Balance – what is it and why is it important?

Balance

The what, how and why in 2-5 year olds

By Hannah Fairburn, Occupational Therapist

What is balance?
Balance is a skill to used when we need to maintain a controlled body position when completing day to day tasks. This could occur when walking on a balance beam, stepping onto different surfaces or even sitting at a table. There are two types of balance we need to consider to be able to move and function effectively across all environments.
  • Static balance: The ability to hold a stationary position while maintaining control, for example standing or sitting
  • Dynamic balance: The ability to maintain balance while moving through positions for example walking
Why is balance so important?
Balance is an important step to achieving age appropriate success in most sporting games, physical activities and even activities of daily living such as getting dressed and getting in and out of the car. Children who can master balance have more opportunity to:
  • improve choice and control about what they will do and how they will do it. I can get dressed today by myself, I am going to walk around the park, I am going to ride to school
  • particpate and self-regulate in sporting events, developing social networks  Following this, there is less chance for injuries and accidents (e.g. falling over)
  • and improve postures during desk-based tasks resulting in benefits with fine motor skills
Age
Appropriate Developmental Milestones
2 – 3 years
  • Climbs well
  • Runs easily
  • Goes up and down stairs, feet together
  • Pedals tricycle
  • Jumps with two feet
  • Throws over-arm
  • Kicks a ball
3 – 4 years
  • Hops (immature)
  • Stands on one foot for ~2seconds
  • Goes up and down stairs, alternating feet
  • Catches a bounced ball
  • Cuts and mashes own food
  • Can write some letters
  • Ride a bike with training wheels
  • Keeps up with other children running/over uneven ground
5 years
  • Stands on one foot for ~ 10seconds
  • Hops, possibly skips
  • Swings and climbs
  • Can use the toilet independently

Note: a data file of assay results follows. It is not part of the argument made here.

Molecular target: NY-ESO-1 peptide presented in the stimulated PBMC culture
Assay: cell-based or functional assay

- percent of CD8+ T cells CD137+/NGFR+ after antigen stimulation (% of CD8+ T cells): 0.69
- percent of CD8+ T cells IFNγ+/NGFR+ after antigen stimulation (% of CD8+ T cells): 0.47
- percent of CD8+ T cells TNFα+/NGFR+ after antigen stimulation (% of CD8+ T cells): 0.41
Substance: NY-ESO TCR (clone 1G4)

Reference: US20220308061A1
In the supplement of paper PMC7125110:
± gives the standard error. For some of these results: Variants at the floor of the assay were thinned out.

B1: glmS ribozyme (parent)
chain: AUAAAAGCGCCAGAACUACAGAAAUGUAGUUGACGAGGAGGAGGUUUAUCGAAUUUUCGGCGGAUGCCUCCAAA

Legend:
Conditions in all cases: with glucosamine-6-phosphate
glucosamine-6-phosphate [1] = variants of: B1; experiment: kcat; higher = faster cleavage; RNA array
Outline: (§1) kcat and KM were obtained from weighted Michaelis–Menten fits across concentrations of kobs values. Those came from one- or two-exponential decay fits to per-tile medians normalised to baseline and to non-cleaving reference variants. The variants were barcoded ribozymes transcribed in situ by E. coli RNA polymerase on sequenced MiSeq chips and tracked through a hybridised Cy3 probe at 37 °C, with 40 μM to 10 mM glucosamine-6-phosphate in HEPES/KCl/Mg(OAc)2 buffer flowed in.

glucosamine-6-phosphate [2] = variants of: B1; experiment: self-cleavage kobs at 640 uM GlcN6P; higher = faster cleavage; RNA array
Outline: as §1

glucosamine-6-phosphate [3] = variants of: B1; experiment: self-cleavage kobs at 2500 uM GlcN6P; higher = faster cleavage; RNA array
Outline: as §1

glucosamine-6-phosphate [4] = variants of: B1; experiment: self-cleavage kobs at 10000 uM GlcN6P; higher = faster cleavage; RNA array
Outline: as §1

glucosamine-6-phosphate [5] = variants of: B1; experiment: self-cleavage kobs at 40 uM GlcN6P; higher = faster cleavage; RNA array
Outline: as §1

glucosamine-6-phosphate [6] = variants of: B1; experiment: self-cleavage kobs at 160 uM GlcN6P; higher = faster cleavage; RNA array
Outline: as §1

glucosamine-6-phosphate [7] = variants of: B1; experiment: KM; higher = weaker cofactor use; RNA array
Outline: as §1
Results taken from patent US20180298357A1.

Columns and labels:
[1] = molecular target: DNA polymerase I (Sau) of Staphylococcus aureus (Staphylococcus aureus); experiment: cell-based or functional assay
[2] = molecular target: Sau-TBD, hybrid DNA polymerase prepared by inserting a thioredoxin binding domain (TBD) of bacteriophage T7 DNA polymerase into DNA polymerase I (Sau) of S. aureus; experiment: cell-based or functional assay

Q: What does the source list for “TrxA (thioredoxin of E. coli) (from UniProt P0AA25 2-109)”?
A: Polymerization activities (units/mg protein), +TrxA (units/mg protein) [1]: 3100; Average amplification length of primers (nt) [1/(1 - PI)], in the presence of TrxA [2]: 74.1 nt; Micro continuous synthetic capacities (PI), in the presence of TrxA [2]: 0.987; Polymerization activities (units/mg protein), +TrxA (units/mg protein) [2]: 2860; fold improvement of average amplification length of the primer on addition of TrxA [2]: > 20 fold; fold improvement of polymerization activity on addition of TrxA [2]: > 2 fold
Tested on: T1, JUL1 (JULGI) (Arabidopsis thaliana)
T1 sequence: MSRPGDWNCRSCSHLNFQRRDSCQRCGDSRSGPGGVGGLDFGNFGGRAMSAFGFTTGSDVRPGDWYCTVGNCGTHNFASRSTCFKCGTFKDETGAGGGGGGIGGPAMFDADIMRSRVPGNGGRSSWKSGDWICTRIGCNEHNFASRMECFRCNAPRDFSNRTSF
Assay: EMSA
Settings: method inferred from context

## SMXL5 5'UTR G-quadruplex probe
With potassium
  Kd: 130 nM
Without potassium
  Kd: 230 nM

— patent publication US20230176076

• Uses a fork, knife an spoon
  • Draws a person
  • Rides a bike with training wheels
  • Somesaults

How might I notice my child is finding balance tricky?

  • Difficulty getting dressed standing up
  • Difficulty balancing on beams or playing hopscotch
  • Difficulty walking across different terrain, for example steps, kerbs, uneven surfaces
  • Trouble getting in and out of the bath/shower or standing up off the toilet without needing to hold onto handrail
  • Difficulty recovering from off balance falls such as tripping
  • Avoidance of activities requiring full body movements such as sporting games or playground play
  • Slower to reach milestones or master skills such as bike riding or kicking a ball
  • Becoming nervous playing new games or on new playground equipment
  • Getting tired faster than their peers
  • Slouching at the desk when participating in school-based tasks (not because of boredom!)

So if my child doesnt develop their balance skills…. what might happen?

  • Poor self esteem may develop as your child is not able to perform to the same expectations as their peers or keep up with their peers
  • They may have difficulty participating in social events such as birthday parties or sporting games which can result in isolation and limit opportunities to engage
  • They may have difficulty with fine motor skills
  • It may limit what your child can play with and how they can play with their friends, which again limits opportunity

What should I do if I am worried?

Firstly you can check out our Instagram for different ideas and activities to help your child build the necessary skills for balance.

Or, if you prefer you can have a chat with one of our lovely OT’s or physios on the phone,  6112 2977 for our Mount Hawthorn clinic or 9308 7722 for our Hillarys clinic.

If you prefer to come in for us to check out your child’s balance, this will be a shorter than normal appointment (45mins) – reception can help you book via the phone numbers above or at info@westernkidshealth.com

 

Related Posts

Leave a comment